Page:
The European Court of Justice (ECJ) ruling in Confederación Sindical de Comisiones Obreras (CCOO) v Deutsche Bank SAE follows on from an earlier ECJ case law which highlighted that the calculation of holiday pay, in respect of the four weeks’ holiday stipulated by the Working Time Directive (WTD) under the WTR, was incompatible with the WTD.
In this latest case, the ECJ referred to the fundamental right of every worker to a limit on maximum working hours, and to daily and weekly rest periods as enshrined in Article 31(2) of the EU Charter of Fundamental Rights. The charter is given effect by the WTD and the WTR, which set down the legal requirements with regard to limits on working time, including the maximum hours a worker can be required to work in a week, daily and weekly rest breaks, and night working.
Regulation 9 of the WTR requires a UK employer to keep “records which are adequate” to show whether weekly working time limits and the time limits on night working are being complied with. UK employers also do not need to keep specific records for this purpose but can rely on records kept for other purposes, such as payroll.
The decision by the ECJ related to a claim brought by a Spanish workers union to require a bank to set up a system to record the actual number of hours worked each day by its staff, making it possible to check that the working time limits laid down in national legislation and collective agreements were being properly adhered to. The Spanish court asked the ECJ to determine whether the charter and the WTD required this – and the ECJ decided that it did.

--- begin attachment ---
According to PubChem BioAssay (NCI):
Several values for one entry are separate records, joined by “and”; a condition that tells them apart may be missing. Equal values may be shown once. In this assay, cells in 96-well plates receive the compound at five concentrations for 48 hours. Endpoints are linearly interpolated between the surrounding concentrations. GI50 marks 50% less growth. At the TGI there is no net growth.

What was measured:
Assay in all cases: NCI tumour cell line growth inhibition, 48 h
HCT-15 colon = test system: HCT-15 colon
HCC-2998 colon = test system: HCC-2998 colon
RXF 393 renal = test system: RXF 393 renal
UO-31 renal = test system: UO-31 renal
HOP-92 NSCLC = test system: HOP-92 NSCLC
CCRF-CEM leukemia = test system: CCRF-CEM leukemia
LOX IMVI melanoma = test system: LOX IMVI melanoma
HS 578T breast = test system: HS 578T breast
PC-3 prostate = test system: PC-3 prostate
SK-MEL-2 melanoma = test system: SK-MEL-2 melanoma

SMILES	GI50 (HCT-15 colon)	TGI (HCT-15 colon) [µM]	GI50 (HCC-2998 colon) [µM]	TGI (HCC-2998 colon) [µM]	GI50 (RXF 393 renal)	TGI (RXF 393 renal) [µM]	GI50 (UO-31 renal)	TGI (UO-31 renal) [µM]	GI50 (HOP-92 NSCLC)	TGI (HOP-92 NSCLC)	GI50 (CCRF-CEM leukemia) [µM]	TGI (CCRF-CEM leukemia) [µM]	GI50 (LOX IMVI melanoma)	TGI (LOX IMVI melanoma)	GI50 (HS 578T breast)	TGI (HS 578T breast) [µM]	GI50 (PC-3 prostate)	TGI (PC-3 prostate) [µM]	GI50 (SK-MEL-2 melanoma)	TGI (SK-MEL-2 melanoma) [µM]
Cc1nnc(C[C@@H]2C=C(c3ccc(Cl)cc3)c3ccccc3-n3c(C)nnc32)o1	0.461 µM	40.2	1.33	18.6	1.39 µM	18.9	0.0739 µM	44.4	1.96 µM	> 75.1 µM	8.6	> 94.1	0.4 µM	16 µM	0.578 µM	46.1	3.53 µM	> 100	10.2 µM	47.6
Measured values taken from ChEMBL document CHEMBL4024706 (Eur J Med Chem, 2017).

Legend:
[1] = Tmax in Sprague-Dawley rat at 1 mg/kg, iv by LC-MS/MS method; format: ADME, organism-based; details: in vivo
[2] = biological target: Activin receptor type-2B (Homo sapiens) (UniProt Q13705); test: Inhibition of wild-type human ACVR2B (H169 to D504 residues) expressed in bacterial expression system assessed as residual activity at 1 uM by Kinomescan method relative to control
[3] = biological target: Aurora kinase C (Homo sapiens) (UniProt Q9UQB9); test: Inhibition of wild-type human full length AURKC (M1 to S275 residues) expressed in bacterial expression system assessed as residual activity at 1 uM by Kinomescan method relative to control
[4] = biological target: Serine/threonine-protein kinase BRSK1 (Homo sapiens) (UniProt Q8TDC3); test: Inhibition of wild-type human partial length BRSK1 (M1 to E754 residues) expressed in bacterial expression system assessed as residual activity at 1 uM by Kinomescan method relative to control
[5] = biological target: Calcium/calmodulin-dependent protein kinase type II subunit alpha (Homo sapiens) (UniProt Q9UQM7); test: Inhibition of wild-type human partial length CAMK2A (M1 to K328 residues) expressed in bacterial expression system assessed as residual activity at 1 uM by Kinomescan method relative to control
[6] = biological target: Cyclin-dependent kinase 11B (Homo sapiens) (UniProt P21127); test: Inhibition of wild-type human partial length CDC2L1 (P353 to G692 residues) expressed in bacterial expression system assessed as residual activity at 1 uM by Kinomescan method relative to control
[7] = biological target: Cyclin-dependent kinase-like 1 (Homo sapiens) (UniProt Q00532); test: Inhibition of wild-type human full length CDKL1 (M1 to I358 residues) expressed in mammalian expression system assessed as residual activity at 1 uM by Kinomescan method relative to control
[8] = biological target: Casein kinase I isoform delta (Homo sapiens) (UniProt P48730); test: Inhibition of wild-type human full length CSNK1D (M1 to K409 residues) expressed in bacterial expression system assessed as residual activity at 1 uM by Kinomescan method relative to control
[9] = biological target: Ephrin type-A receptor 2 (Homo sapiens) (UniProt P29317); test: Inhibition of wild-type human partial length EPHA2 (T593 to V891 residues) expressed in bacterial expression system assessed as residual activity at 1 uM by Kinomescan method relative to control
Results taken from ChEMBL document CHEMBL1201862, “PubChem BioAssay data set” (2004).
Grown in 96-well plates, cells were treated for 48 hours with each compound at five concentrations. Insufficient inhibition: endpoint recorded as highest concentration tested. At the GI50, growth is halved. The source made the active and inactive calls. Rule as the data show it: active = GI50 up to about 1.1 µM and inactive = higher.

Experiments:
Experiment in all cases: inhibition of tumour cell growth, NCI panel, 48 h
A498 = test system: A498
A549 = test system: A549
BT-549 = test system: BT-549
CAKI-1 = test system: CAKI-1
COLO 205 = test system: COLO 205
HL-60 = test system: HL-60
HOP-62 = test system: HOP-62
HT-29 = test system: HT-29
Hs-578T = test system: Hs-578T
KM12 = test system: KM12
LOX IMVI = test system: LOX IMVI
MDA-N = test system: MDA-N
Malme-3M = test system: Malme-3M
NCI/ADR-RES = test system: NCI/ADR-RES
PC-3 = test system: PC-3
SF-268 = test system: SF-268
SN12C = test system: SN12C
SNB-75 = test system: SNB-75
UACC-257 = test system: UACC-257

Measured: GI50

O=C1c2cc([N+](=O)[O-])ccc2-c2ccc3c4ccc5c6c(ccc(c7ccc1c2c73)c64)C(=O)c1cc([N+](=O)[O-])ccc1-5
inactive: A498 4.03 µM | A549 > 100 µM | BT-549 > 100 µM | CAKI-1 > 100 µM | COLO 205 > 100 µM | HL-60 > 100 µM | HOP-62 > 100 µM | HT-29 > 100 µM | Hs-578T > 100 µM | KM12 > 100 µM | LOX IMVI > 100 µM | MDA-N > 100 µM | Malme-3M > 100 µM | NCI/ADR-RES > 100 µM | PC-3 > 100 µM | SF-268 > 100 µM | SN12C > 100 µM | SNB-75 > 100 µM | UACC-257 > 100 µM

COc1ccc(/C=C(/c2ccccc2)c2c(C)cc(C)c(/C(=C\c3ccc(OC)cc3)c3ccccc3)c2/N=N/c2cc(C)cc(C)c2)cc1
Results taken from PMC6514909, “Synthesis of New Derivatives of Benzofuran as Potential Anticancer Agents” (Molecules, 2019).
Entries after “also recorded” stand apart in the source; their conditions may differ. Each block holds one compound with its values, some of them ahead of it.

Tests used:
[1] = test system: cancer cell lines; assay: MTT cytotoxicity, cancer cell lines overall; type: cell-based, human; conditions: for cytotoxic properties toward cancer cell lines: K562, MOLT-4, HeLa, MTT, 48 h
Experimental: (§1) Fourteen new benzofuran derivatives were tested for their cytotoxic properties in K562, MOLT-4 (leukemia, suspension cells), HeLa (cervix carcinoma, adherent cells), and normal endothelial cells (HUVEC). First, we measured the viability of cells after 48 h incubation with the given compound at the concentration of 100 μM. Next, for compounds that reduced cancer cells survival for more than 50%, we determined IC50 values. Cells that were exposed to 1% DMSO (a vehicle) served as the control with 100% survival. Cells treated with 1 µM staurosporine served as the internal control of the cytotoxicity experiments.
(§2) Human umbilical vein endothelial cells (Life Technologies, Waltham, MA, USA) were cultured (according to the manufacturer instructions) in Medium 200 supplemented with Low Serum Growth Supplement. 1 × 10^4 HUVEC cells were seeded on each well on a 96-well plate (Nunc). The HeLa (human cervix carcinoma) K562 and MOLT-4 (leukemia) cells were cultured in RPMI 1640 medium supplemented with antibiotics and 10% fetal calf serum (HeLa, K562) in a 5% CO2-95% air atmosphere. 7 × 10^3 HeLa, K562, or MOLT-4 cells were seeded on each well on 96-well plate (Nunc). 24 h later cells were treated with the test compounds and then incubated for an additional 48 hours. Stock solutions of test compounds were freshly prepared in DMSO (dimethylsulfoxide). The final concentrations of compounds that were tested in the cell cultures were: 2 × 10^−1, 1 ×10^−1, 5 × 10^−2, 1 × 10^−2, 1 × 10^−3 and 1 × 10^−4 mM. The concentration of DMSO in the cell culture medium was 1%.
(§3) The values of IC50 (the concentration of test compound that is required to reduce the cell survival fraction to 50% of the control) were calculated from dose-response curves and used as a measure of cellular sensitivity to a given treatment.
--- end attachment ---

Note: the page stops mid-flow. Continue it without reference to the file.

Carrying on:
While the employer would have some discretion as to how the system is set up, the ECJ stated that it should measure the time worked by workers each day and provide access to objective and reliable data. This would then allow workers, as well as competent authorities and national courts, to check whether working time limits set down in national legislation and collective agreements were properly being obeyed or had been infringed. The ECJ concluded that in the absence of such a system, member states could not ensure compliance with working time limits set out in the WTD or the charter.
By coming to this conclusion, the ECJ has also highlighted that the WTR requirement on UK employers is deficient compared to the WTD. The WTR does not require records to include details of all hours worked, nor does it state that records must be kept specifically for this purpose.
How should UK employers respond?
The Health and Safety Executive (HSE) enforces the requirements in the WTR on working time and keeping related records, with non-compliance being a criminal offence. The WTR does not give individual workers the right to enforce these requirements, although an individual can bring a complaint to an employment tribunal with regard to a failure by their employer to allow them to take appropriate rest breaks.
In light of this, it is anticipated UK employers will wait for updated guidance from the HSE before taking steps to revise existing, or introduce new, record keeping systems. While the UK government should amend the WTR to make them compatible with the WTD, it submitted an observation to the ECJ regarding the potential costs to employers of setting up compliant record systems. It therefore seems likely the UK government will take no immediate steps to amend the WTR in light of the prospect of Brexit.
Sarah Ozanne is an employment lawyer at CMS